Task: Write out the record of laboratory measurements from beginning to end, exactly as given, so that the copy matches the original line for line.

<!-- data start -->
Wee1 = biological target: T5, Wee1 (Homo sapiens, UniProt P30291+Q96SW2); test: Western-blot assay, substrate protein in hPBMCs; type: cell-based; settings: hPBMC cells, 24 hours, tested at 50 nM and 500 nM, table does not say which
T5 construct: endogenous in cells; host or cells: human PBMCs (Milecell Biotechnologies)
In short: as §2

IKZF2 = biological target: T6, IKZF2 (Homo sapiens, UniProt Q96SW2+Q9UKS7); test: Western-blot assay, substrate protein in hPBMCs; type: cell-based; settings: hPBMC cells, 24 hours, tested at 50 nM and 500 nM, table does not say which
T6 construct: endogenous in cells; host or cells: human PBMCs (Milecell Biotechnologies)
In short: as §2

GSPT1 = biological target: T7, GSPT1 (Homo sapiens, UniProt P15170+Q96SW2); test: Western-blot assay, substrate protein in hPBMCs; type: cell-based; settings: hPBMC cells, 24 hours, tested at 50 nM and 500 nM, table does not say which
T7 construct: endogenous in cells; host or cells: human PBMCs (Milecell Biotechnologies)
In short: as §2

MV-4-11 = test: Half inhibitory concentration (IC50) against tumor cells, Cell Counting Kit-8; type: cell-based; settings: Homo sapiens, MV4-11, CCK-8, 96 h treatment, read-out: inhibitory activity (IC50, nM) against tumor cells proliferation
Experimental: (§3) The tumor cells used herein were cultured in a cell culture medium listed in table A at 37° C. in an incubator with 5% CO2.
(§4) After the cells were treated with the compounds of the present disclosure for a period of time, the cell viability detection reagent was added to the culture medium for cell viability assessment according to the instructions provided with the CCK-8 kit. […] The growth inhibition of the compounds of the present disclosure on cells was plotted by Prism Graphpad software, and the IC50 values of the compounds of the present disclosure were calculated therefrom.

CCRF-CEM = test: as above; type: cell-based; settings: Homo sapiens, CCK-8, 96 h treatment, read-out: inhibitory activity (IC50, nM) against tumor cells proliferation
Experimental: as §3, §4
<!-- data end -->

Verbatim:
Wee1 = biological target: T5, Wee1 (Homo sapiens, UniProt P30291+Q96SW2); test: Western-blot assay, substrate protein in hPBMCs; type: cell-based; settings: hPBMC cells, 24 hours, tested at 50 nM and 500 nM, table does not say which
T5 construct: endogenous in cells; host or cells: human PBMCs (Milecell Biotechnologies)
In short: as §2

IKZF2 = biological target: T6, IKZF2 (Homo sapiens, UniProt Q96SW2+Q9UKS7); test: Western-blot assay, substrate protein in hPBMCs; type: cell-based; settings: hPBMC cells, 24 hours, tested at 50 nM and 500 nM, table does not say which
T6 construct: endogenous in cells; host or cells: human PBMCs (Milecell Biotechnologies)
In short: as §2

GSPT1 = biological target: T7, GSPT1 (Homo sapiens, UniProt P15170+Q96SW2); test: Western-blot assay, substrate protein in hPBMCs; type: cell-based; settings: hPBMC cells, 24 hours, tested at 50 nM and 500 nM, table does not say which
T7 construct: endogenous in cells; host or cells: human PBMCs (Milecell Biotechnologies)
In short: as §2

MV-4-11 = test: Half inhibitory concentration (IC50) against tumor cells, Cell Counting Kit-8; type: cell-based; settings: Homo sapiens, MV4-11, CCK-8, 96 h treatment, read-out: inhibitory activity (IC50, nM) against tumor cells proliferation
Experimental: (§3) The tumor cells used herein were cultured in a cell culture medium listed in table A at 37° C. in an incubator with 5% CO2.
(§4) After the cells were treated with the compounds of the present disclosure for a period of time, the cell viability detection reagent was added to the culture medium for cell viability assessment according to the instructions provided with the CCK-8 kit. […] The growth inhibition of the compounds of the present disclosure on cells was plotted by Prism Graphpad software, and the IC50 values of the compounds of the present disclosure were calculated therefrom.

CCRF-CEM = test: as above; type: cell-based; settings: Homo sapiens, CCK-8, 96 h treatment, read-out: inhibitory activity (IC50, nM) against tumor cells proliferation
Experimental: as §3, §4